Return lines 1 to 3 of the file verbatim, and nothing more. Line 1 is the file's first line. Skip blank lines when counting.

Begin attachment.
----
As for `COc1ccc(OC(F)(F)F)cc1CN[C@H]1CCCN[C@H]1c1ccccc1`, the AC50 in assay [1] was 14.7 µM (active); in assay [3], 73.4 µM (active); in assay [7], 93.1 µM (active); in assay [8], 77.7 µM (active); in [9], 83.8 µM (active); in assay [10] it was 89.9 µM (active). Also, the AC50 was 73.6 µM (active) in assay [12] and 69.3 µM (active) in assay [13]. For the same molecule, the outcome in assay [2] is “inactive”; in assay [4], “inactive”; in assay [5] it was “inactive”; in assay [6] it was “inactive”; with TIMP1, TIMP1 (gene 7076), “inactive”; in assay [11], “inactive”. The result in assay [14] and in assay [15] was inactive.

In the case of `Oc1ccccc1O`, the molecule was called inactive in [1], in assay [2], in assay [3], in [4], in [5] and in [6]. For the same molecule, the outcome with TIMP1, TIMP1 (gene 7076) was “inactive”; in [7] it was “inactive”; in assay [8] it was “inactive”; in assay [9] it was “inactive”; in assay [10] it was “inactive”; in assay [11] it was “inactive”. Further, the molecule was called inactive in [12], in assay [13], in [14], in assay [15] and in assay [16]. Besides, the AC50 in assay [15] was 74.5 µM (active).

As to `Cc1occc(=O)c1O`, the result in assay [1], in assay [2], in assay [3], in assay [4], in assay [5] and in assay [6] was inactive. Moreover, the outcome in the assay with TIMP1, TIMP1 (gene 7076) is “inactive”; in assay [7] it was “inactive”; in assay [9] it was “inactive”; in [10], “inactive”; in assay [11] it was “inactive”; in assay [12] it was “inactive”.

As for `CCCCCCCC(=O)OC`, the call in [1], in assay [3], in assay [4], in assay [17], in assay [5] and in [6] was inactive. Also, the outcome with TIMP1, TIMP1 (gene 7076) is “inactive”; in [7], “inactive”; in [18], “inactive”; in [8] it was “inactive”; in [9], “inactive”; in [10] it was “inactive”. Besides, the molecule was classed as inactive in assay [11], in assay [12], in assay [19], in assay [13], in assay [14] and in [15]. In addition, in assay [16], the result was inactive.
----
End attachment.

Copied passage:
As for `COc1ccc(OC(F)(F)F)cc1CN[C@H]1CCCN[C@H]1c1ccccc1`, the AC50 in assay [1] was 14.7 µM (active); in assay [3], 73.4 µM (active); in assay [7], 93.1 µM (active); in assay [8], 77.7 µM (active); in [9], 83.8 µM (active); in assay [10] it was 89.9 µM (active). Also, the AC50 was 73.6 µM (active) in assay [12] and 69.3 µM (active) in assay [13]. For the same molecule, the outcome in assay [2] is “inactive”; in assay [4], “inactive”; in assay [5] it was “inactive”; in assay [6] it was “inactive”; with TIMP1, TIMP1 (gene 7076), “inactive”; in assay [11], “inactive”. The result in assay [14] and in assay [15] was inactive.

In the case of `Oc1ccccc1O`, the molecule was called inactive in [1], in assay [2], in assay [3], in [4], in [5] and in [6]. For the same molecule, the outcome with TIMP1, TIMP1 (gene 7076) was “inactive”; in [7] it was “inactive”; in assay [8] it was “inactive”; in assay [9] it was “inactive”; in assay [10] it was “inactive”; in assay [11] it was “inactive”. Further, the molecule was called inactive in [12], in assay [13], in [14], in assay [15] and in assay [16]. Besides, the AC50 in assay [15] was 74.5 µM (active).

As to `Cc1occc(=O)c1O`, the result in assay [1], in assay [2], in assay [3], in assay [4], in assay [5] and in assay [6] was inactive. Moreover, the outcome in the assay with TIMP1, TIMP1 (gene 7076) is “inactive”; in assay [7] it was “inactive”; in assay [9] it was “inactive”; in [10], “inactive”; in assay [11] it was “inactive”; in assay [12] it was “inactive”.